Things to Look for in a Semi-Automatic Espresso Machine - Part 1
We’re continuing our series on good good things to look for when perusing new coffee gear with semi-automatic espresso machines! We’re breaking this one into two parts, with part 1 covering the outside of the machine and part 2 looking at what’s on the inside.
We’re starting with the outside of the machine this time because we want to stress some misconceptions about case design. Namely, while you will get more life out of a machine with metal casing, for your very first machine we don’t think you should worry too much about case material. The outer casing of the machine doesn’t really factor into espresso quality, and while less expensive machine don’t tend to last as long as more solidly built options, you have to start somewhere. By all means, if you have the budget to get started on a prosumer option like the Rocket Espresso Appartamento it’s an incredible machine. With that said, don’t let the plastic case on a less expensive machine like the Solis Perfetta scare you away. It’s the inside that really matters here.
Next, it’s worth really considering if an all-in-one machine is right for you. Machines that combine a grinder and machine can be great to learn on, but it’s important to keep in mind that you can’t really upgrade them independently once you’re ready for something a little more. With that said, it can be the perfect option so long as you’re prepared to stick with that machine or upgrade your full setup in a few years.
Other external features to note are controls, steaming system, group head, and gauges. There’s a lot to dig into here, but we’ll start with controls.
Control systems on semi-autos range from push buttons, to levers, to paddles, and more. When you’re looking at your first espresso machine we recommend getting an understanding of what the controls do more than how they’re presented. Prosumer machines with levers and paddles will give you direct, mechanical control over the brewing process, where a button based interface might include a few different types of presses and holds to control water flow. Generally as long as you understand how the system works, any control method is fine for your first machine.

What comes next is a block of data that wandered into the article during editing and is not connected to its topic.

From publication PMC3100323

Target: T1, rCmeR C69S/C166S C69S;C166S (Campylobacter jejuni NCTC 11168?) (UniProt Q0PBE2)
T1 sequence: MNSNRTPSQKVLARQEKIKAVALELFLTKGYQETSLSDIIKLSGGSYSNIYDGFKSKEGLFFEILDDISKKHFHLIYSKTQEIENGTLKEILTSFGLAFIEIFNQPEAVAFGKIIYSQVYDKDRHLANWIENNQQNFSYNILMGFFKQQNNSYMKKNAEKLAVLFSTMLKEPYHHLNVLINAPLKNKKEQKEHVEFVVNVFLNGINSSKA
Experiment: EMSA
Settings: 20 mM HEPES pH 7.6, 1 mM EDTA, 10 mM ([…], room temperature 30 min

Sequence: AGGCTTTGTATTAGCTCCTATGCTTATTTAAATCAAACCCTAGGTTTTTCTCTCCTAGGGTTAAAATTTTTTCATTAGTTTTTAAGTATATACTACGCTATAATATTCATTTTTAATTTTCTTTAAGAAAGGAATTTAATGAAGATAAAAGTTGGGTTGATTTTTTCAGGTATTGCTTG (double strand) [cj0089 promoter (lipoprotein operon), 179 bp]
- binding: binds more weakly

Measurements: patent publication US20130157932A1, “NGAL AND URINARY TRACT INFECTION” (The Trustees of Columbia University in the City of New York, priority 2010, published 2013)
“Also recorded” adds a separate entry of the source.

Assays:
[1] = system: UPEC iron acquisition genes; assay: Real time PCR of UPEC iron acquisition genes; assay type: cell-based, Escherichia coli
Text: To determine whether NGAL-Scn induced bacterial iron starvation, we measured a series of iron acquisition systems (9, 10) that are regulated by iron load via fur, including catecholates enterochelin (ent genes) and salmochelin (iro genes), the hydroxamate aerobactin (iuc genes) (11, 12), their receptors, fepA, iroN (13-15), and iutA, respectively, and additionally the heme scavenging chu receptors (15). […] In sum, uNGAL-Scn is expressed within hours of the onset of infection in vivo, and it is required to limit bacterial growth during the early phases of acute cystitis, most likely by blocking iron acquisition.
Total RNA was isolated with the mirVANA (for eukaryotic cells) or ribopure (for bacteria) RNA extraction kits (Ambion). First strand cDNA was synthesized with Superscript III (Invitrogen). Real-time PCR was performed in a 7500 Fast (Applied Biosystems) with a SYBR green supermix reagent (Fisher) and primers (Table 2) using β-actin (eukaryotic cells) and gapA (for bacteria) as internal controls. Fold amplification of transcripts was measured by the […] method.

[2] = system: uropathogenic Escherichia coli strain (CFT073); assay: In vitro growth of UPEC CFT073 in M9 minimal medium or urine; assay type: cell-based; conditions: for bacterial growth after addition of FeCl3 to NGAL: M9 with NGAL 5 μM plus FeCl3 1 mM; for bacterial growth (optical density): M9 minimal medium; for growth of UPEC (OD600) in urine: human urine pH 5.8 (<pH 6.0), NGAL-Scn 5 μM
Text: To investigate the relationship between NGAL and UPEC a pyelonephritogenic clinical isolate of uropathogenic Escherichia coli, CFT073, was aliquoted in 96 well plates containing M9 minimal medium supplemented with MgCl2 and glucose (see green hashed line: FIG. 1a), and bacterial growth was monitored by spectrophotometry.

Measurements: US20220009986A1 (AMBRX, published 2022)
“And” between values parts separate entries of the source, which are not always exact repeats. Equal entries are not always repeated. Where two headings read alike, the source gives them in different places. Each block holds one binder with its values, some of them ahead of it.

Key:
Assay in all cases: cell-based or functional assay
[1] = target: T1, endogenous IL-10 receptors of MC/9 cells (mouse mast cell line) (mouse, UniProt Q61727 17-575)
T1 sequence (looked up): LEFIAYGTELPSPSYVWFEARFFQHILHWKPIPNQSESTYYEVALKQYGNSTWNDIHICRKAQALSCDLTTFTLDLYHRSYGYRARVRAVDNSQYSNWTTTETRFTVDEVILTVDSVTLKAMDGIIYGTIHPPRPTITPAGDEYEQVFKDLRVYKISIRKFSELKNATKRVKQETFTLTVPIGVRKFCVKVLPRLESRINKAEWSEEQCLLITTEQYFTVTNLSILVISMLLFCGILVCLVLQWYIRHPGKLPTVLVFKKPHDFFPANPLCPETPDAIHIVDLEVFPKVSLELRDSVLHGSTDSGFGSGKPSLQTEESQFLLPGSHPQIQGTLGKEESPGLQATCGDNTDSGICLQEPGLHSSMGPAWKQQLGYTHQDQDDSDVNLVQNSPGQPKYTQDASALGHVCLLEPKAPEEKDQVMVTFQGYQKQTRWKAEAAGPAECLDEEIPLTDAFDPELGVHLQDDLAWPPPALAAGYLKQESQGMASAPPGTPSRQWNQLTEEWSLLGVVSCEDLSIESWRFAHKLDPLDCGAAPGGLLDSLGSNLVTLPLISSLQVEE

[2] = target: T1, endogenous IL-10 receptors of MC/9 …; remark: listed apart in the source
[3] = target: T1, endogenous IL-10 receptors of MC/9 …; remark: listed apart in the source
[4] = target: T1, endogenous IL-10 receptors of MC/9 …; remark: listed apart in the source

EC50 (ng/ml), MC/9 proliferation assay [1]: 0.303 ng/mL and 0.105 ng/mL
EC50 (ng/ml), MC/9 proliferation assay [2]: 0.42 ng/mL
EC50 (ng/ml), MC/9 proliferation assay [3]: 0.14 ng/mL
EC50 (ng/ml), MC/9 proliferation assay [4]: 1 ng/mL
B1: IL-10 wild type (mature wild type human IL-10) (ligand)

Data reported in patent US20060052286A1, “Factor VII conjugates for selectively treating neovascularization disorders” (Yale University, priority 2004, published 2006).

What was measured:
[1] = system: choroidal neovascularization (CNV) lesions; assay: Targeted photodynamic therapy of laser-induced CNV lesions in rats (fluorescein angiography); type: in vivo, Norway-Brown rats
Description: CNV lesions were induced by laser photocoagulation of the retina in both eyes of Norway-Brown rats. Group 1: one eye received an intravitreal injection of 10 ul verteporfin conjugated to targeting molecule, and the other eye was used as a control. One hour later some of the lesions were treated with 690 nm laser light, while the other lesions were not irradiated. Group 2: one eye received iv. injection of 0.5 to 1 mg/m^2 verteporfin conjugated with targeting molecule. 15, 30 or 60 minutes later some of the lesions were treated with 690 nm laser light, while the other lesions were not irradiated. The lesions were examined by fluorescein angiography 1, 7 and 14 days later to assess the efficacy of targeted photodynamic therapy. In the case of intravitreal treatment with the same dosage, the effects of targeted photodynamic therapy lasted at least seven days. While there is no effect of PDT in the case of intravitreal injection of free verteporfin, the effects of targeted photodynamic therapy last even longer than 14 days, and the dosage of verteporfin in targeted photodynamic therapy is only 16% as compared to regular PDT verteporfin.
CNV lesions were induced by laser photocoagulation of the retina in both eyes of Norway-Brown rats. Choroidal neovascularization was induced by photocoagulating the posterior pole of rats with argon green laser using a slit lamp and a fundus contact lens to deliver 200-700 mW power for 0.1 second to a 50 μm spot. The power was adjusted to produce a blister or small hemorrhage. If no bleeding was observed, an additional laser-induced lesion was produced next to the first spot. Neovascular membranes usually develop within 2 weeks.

Your steaming system is also important, and we recommend one that you can get hot water from if possible. Additionally, a true, non-panarello steam wand will give you more control over foam production. We don’t feel that a smart steaming system is a necessity for your first machine, but if you absolutely do not want to learn how to steam for yourself it can be a nice option.
Groupheads and Gauges
Group heads on espresso machines are very important. These are the parts of the machine that your portafilter locks into for brewing. Simple groups simply push water through, which is probably fine for your first machine. However, it’s worth understanding the range here. Saturated groups sit in water cycling from the boiler, helping them stay heated. E61 group heads are also heated from boiler heat. Both of these styles provide better temperature consistency during brewing. These are also typically found on higher end machines, so don’t worry too much about ensuring that you have a heated group in your first machine.
Next, let’s talk about pressure gauges. Many new users see pressure gauges as key to learning how to manage pressure in their brewing process. While we think they are certainly cool and worth having as you grow and learn about espresso, they can be detrimental to your basic understanding of espresso brewing.
You see, pressure is absolutely key to brewing espresso, but we’ve seen many new users assume something is wrong with their machine because the gauge doesn’t behave as they’d expect during dialing in. The fact of the matter is that you can end up with a good shot whether your pressure gauge falls into the “sweet spot” for espresso. Instead of chasing a specific gauge position, it’s much more important to follow the flavor. The way that you account for this is by adjusting your grind and tamp, that’s it. If you’re struggling to get a good shot the odds are that it’s an issue with your grinder not grinding fine enough, not a malfunctioning pump. If you keep this in mind a pressure gauge can be an interesting additional tool to learn about how your shot pulling is working.
Putting it All Together
With all of this in mind, we feel the best thing you can do when purchasing your first machine is to make sure you understand what you’re looking at. Preference plays a big role here, but if you don’t understand the basics about what makes these machines tick it’s hard to know what you prefer!